August 11-15, 2014


Heavy metals in a light white dwarf: Abundances of the metal-rich, extremely low-mass GALEX J1717+6757

JJ Hermes (University of Warwick)

Boris Gaensicke (U. of Warwick), Detlev Koester (U. Kiel), M. C. P. Bours (U. of Warwick), D. M. Townsley (U. of Alabama), J. Farihi (University College London), Stuart Littlefair (U. of Sheffield), T. R. Marsh (U. of Warwick), V. S. Dhillon (U. of Sheffield), A. Gianninas (U. of Oklahoma), E. Breedt (U. of Warwick), and R. Raddi (U. of Warwick)

White dwarfs are dense stars with strong surface gravities, which cause metals to rapidly diffuse out of their photospheres. However, a significant number of extremely low-mass (<0.3 Msun) white dwarfs show some form of atmospheric metals, despite relatively rapid settling times. Using the Hubble Space Telescope, we detail the first abundance analysis enabled by far-ultraviolet spectroscopy of a low-mass (0.19 Msun) white dwarf, GALEX J1717+6757, which is in a 5.9-hr binary with a cooler, more-massive companion. We see absorption from at least nine metals, including roughly solar abundances of Ca, Fe, Ti, and P. We detect a significantly sub-solar abundance of C, and put upper limits on N and O that are also markedly sub-solar. Updated diffusion calculations indicate that all metals should settle out of the atmosphere of this 14 900 K, log g = 5.67 white dwarf in the absence of radiative levitation in less than 20 yr, orders of magnitude faster than the cooling age of hundreds of Myr. We demonstrate that the observed abundances in GALEX J1717+6757 are incompatible with accretion from rocky material, which is often the cause of atmospheric metals in canonical-mass white dwarfs. Using new radiative levitation calculations, we determine that radiative forces can counteract diffusion and support many but not all of the elements present in the atmosphere of this white dwarf; radiative levitation cannot, on its own, explain all of the observed abundances. We detect both primary and secondary eclipses using ULTRACAM high-speed photometry, and update the ephemeris from the discovery observations of Vennes et al. (2011).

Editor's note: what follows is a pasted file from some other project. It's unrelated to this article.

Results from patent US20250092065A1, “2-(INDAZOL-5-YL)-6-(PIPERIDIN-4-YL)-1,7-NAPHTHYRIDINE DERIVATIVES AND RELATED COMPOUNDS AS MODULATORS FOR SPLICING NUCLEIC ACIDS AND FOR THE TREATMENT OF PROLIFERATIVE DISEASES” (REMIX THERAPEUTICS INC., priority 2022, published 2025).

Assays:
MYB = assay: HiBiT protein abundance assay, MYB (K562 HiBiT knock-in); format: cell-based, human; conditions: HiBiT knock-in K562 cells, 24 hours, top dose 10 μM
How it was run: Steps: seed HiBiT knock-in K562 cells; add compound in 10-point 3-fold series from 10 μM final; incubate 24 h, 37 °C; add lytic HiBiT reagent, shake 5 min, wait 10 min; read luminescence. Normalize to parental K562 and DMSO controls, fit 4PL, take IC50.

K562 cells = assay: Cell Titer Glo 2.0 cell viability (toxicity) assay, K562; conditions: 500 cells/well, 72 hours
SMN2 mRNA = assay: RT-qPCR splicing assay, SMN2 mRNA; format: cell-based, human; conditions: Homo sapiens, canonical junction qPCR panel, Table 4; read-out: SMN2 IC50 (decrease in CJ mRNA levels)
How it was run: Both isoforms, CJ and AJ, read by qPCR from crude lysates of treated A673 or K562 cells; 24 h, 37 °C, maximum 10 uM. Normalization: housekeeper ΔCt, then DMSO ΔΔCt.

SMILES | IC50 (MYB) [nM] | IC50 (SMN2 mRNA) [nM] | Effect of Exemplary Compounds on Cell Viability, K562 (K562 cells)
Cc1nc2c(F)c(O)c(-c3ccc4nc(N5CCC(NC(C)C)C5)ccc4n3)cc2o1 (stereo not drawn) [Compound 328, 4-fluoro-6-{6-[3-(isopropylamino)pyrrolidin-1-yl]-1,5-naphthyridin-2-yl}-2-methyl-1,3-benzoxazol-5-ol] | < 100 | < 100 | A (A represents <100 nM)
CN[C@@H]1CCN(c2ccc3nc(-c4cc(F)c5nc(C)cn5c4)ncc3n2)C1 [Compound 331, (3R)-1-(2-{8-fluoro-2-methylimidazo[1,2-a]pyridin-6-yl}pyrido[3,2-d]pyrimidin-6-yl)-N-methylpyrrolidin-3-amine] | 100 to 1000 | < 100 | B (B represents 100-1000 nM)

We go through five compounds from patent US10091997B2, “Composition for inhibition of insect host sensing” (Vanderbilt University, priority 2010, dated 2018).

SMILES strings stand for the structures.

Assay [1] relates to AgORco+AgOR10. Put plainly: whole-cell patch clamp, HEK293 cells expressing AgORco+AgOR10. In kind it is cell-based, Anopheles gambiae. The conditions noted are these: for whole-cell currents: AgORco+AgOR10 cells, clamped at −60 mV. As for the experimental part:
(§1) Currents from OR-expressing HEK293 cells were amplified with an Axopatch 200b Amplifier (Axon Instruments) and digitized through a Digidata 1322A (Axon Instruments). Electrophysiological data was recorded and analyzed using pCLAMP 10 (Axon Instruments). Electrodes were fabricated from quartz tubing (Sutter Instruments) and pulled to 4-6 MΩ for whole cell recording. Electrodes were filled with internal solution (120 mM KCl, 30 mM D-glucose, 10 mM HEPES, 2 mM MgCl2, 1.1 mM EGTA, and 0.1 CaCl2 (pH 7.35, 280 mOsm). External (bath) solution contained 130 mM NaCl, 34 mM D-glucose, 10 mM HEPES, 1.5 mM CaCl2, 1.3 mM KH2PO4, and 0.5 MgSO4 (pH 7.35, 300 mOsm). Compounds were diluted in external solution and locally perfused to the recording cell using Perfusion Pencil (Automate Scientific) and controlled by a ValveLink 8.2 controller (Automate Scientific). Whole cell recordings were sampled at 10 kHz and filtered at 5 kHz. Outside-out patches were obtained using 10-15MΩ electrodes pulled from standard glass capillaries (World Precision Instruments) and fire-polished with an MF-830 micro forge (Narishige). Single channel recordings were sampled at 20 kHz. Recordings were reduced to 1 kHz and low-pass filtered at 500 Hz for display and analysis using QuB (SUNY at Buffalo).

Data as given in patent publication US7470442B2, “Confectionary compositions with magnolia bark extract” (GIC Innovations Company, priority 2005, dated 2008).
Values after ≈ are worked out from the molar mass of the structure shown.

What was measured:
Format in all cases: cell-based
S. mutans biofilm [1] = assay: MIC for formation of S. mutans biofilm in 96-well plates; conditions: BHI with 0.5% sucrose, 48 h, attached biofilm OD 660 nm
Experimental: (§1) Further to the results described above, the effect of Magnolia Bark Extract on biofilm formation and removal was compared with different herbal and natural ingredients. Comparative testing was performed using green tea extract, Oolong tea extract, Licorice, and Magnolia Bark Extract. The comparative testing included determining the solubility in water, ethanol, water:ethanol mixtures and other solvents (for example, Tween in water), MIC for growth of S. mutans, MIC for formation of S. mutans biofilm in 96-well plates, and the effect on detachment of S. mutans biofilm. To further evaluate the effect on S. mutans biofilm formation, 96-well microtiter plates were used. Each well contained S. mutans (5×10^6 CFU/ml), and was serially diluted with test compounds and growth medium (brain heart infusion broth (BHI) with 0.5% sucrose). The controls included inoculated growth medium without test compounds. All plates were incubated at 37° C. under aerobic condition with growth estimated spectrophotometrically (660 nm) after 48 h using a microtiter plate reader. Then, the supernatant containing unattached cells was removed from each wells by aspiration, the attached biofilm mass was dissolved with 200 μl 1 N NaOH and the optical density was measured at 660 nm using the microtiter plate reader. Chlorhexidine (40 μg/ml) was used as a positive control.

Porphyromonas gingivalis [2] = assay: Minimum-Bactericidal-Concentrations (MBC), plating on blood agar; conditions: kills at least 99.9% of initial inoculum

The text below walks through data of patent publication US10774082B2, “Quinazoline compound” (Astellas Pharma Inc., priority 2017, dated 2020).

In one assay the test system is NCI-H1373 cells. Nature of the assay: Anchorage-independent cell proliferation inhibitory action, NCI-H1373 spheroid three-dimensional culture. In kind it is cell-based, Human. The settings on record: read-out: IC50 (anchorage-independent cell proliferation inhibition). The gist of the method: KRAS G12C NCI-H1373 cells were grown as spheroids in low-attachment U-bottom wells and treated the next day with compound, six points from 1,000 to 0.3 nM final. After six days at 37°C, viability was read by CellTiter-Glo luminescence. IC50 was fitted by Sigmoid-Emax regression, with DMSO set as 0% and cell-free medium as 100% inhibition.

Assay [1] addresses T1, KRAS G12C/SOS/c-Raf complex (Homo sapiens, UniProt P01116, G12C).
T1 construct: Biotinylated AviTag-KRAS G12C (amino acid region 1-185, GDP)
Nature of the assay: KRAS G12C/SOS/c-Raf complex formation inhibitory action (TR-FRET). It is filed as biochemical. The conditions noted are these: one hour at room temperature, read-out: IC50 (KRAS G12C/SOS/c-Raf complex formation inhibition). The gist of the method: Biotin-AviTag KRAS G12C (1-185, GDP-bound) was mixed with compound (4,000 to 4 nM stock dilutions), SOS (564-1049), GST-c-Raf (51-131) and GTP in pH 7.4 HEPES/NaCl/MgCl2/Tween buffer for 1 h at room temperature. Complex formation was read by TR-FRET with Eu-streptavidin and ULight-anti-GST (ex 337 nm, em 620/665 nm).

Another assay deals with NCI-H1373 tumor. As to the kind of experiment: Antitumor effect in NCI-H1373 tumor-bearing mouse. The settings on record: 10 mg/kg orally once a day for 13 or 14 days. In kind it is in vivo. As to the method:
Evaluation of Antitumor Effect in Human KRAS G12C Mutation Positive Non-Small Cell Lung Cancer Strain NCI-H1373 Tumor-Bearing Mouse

Mode of presentation: poster